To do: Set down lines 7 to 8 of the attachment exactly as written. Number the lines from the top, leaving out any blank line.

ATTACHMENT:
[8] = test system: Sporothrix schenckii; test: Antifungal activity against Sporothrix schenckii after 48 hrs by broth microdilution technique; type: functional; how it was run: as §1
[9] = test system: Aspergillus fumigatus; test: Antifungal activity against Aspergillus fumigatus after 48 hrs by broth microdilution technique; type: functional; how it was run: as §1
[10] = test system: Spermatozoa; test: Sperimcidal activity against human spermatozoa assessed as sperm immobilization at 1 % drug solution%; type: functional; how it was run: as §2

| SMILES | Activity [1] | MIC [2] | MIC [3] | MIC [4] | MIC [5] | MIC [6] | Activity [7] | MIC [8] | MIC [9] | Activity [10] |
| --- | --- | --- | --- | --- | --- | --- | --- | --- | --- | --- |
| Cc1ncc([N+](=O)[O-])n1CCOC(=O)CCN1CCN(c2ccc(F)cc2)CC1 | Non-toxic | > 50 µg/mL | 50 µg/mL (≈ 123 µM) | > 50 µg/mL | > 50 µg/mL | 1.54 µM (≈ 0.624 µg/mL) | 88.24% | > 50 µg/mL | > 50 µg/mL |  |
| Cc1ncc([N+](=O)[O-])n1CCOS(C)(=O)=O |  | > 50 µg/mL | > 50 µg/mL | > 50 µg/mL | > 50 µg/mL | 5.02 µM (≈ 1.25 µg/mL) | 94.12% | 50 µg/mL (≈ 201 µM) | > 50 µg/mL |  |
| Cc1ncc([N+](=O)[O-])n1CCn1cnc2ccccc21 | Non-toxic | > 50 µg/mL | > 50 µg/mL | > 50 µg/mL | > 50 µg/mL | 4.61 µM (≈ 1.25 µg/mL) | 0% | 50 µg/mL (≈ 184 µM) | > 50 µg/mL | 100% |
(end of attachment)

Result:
| Cc1ncc([N+](=O)[O-])n1CCOS(C)(=O)=O |  | > 50 µg/mL | > 50 µg/mL | > 50 µg/mL | > 50 µg/mL | 5.02 µM (≈ 1.25 µg/mL) | 94.12% | 50 µg/mL (≈ 201 µM) | > 50 µg/mL |  |
| Cc1ncc([N+](=O)[O-])n1CCn1cnc2ccccc21 | Non-toxic | > 50 µg/mL | > 50 µg/mL | > 50 µg/mL | > 50 µg/mL | 4.61 µM (≈ 1.25 µg/mL) | 0% | 50 µg/mL (≈ 184 µM) | > 50 µg/mL | 100% |